This is a cash grab on residents and I agree with the fellow in the article – it’s just plain lousy and I don’t think it passes the pub test.

“Hunter and his mum, Madeline Davis, questioned why people in estates such as theirs were seemingly being targeted for parking fines when the residents were simply “doing their best to keep the streets clear and park off-road”.

“We know that is considered council property, but he did it, along with many others, as people do in these narrow-streeted estates,” Madeline Davis said.

“This is a widespread problem for many locals (and) there is absolutely no commonsense being applied here.”

Ms Davis had been a resident of Caloundra since the 1980s, and had seen many major developments in the area.

She said there needed to be recognition of the repercussions of approving such estates like Caloundra South, and called for a review of the law surrounding parking on the grass strips.”

FAIR’S FAIR for airport tenants


The Airport expansion project has its troubles with millions of litres of toxic water, soil contamination and cost over runs but having met privately with McDermott Aviation a few weeks ago I came to realise that as with most things, you scratch the surface and a lot can be revealed.

I am told that this home-grown multimillion dollar business that was conceived in 1980 and currently employs nearly 170 local professionals, was initially in support of the airport expansion as it would position them for their own expansion plans and the future growth of their business. The flow on effect would be more permanent employment on the coast for more coastal families.

They understood there would be some inconvenience to their daily operations but overall were in support given the documentation and agreements made for the interim period.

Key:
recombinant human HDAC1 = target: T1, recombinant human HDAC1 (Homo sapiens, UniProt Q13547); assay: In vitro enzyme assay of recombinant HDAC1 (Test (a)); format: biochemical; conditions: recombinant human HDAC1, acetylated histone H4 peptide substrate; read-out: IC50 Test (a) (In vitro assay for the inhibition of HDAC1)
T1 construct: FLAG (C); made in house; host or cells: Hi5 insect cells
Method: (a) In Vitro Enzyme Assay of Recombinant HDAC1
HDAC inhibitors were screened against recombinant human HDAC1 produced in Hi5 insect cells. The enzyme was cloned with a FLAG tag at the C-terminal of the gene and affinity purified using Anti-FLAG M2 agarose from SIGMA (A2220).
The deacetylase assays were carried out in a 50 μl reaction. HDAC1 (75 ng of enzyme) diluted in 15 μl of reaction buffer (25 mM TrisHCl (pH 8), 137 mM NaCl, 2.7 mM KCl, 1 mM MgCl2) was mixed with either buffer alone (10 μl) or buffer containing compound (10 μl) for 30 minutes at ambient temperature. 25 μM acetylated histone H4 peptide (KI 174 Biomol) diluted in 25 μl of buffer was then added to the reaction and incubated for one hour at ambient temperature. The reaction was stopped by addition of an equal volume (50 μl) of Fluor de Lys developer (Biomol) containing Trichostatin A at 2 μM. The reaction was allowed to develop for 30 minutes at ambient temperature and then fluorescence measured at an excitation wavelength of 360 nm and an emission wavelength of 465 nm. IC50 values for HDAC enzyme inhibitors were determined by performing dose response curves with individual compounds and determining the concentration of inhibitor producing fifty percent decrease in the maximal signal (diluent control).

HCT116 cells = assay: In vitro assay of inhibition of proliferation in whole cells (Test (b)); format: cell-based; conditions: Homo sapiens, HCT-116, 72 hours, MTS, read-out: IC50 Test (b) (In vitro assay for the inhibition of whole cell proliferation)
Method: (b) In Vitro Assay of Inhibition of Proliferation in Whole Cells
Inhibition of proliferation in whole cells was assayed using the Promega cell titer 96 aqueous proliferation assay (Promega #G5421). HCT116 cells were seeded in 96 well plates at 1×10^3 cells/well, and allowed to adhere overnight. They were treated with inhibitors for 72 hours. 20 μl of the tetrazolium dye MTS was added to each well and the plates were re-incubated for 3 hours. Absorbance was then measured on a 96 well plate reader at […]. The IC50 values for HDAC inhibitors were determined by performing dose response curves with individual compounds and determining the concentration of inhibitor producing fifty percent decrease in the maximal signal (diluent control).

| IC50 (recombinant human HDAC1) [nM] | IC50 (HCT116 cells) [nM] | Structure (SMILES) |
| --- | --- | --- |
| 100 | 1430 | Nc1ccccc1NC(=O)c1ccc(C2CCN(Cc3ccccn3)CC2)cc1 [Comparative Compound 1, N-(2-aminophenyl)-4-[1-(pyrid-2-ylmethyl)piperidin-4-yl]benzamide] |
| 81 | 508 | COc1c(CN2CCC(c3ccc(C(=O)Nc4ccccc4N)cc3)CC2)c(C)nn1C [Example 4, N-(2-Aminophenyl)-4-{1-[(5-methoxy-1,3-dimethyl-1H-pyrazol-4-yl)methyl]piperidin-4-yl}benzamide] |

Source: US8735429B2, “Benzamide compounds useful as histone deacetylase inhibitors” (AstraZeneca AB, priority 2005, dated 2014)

McDermott’s have long term leases on numerous hangars at SCA. After repeated communicaitons, in September, the company wrote to airport management warning that sand and dust were a safety threat to its maintenance operations. Sunshine Coast Daily reported:

“SUNSHINE Coast Airport has been billed $3975 per day and warned it would face costs in that order for everyday sand and dust from the runway construction site impacted one tenant’s business.
McDermott Aviation has filed the invoice to cover the cost of its staff having to clean two hangars and water rinse engines of five aircraft and detail their airframes after strong northerly winds sent the dust and sand swirling through its maintenance workshops yesterday.”

These engines are worth half a million dollars each – there can be half a dozen open engines at any one time for maintenance purposes. Dust and sand destroy aircraft engines!.


McDermott Aviation, also having seen shifts to the contractual goal posts have been left out of pocket – and left in the dark literally.

In accommodating the project, McDermott for example were shifted to a new area of the apron or tarmac area. As their operations are 24/7 lighting is an important feature after sunset! This obviously introduces all sorts of safety implications.

What was the proposed solution?

The solution proposed by Sunshine Coast Airport Head of Operations and CEO was to install their own lighting at a cost of $250,000……